The abbreviation radfem is common in certain circles of radical feminism and should be mentioned in the article.
Accusations of radical feminists being man-haters could be fleshed out more in the article rather then just a brief mention. This has long been a charge against radical feminism and has either been denied by radical feminists as existing at all in the radfem movement or some acknowledge it by claim it strictly a fringe/minority view within the movement.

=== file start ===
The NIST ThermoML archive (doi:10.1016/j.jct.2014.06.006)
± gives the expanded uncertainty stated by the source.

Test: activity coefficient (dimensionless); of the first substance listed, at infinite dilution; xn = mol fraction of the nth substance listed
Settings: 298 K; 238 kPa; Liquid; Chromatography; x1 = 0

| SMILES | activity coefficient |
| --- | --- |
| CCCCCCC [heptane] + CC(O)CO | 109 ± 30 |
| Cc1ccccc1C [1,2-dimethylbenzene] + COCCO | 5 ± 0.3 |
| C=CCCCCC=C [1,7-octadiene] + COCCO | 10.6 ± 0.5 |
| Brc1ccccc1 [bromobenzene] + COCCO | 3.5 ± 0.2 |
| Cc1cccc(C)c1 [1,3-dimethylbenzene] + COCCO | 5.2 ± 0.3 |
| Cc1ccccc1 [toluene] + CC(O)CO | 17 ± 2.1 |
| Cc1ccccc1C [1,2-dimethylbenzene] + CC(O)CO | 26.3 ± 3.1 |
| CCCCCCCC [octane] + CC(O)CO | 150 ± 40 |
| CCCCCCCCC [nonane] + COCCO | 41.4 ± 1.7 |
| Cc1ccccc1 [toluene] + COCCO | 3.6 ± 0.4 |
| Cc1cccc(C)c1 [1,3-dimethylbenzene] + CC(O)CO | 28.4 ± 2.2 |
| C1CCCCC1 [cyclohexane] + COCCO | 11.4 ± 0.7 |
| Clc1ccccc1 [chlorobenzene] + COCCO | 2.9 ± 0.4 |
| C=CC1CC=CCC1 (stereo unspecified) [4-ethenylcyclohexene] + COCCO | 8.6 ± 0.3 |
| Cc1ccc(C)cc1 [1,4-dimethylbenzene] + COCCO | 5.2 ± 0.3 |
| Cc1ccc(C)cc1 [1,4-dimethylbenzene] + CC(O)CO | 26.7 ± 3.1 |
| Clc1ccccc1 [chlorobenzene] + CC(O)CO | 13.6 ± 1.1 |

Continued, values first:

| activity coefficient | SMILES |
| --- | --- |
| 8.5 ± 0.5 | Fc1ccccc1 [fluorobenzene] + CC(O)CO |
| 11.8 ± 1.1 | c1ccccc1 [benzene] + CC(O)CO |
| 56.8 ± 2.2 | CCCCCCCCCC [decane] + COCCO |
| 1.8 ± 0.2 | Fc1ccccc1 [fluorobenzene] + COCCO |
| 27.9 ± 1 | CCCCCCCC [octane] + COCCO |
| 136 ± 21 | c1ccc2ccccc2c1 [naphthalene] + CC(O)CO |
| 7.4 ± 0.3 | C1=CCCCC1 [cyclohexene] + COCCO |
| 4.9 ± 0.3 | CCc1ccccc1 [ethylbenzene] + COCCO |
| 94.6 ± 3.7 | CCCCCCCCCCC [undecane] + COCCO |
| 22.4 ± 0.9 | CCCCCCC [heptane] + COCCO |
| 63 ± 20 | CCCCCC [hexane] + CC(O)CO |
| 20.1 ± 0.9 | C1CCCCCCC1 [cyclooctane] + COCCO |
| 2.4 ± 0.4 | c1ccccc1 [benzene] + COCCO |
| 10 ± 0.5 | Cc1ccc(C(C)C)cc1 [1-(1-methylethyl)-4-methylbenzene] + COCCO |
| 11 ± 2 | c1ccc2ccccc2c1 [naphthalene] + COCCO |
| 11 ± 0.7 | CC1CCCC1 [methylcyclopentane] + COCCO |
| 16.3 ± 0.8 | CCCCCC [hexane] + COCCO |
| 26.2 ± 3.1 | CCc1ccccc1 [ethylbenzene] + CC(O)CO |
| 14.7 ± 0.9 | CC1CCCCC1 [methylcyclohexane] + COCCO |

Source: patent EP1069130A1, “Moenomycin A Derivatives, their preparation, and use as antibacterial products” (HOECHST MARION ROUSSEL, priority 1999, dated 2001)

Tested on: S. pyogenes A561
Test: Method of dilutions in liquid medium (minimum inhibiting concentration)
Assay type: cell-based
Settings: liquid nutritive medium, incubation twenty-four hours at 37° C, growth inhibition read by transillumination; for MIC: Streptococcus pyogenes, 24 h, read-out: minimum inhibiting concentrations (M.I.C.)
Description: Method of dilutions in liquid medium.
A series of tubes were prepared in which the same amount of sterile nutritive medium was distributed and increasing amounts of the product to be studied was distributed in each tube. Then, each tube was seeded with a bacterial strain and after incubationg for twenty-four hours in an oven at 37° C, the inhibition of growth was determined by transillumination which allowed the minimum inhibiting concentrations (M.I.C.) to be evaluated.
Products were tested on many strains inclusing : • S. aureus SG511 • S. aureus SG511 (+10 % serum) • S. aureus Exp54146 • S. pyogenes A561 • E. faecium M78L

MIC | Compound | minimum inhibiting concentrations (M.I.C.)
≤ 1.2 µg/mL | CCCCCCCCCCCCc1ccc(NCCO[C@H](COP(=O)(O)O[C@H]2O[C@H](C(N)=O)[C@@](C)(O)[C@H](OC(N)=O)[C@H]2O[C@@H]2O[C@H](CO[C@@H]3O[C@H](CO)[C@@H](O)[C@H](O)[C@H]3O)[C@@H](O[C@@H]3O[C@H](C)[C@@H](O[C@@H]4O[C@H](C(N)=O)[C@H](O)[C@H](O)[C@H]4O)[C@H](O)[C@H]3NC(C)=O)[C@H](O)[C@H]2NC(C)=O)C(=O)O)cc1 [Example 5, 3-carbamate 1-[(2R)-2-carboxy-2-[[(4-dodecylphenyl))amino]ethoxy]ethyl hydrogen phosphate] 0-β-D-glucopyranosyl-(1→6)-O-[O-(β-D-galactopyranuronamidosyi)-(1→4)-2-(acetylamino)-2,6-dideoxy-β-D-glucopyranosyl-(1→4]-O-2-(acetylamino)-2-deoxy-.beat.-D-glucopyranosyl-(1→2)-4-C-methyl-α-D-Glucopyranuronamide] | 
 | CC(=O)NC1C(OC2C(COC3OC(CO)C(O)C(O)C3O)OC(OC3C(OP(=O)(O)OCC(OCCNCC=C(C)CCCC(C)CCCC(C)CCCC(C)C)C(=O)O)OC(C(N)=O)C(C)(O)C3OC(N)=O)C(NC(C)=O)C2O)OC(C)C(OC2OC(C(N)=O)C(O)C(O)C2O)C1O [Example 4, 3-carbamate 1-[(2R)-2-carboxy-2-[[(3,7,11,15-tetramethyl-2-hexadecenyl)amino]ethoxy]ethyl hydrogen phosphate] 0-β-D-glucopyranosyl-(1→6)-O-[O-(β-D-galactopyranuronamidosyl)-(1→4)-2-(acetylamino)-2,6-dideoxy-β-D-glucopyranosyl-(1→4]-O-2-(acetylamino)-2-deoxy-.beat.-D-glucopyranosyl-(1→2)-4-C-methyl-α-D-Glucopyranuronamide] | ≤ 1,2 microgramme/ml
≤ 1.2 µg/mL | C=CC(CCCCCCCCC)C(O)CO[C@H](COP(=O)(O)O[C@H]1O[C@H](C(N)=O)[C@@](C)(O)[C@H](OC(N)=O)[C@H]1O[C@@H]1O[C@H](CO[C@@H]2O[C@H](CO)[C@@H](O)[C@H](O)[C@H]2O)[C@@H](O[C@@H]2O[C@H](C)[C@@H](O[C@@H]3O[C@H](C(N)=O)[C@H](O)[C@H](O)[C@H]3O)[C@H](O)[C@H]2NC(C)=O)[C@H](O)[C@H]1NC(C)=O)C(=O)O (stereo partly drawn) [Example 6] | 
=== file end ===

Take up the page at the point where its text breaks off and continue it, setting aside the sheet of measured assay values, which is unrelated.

Related to the above, is the argument made by a minority of radfems that PIV sex (Penis in Vagina sex) is something all woman should abstain from in the current patriarchal society, if ever. Some go on the blatantly describe it as rape. (see this link: https://witchwind.wordpress.com/2013/12/15/piv-is-always-rape-ok/ ). The debate within the radfem movement whether PIV sex is always or generally rape/sexual assault/sexual violence and accusations made from outside the movement that this attitude is more common the many radfems argue it is, if the acknowledge it at all. Obviously, we would need to fine reliable sources to discuss this view within the movement and the blog I linked to above (or similar sources) does not meet that standard but that dos not mean RS's do not exists covering the anti-PIV radfem minority view. Remember, while this is described as fringe viewpoint within the movement by many redfams themselves does not mean it can't be included in the article so long as undue weight is not given to it. Also keep in mind that their are radfem's that openly state an anti-PIV sex position (see above blog) and those that critics claim imply such a view despite not outright stating it (such as Andrea Dworkin). A common argument made by some radfem's is that women in patriarchal societies, such as the U.S., cannot truly consent to sex freely under such conditions and this is what makes heterosexual sex at least problematic (if not outright rape). All of this should be include in the article if RS's can be found to cite.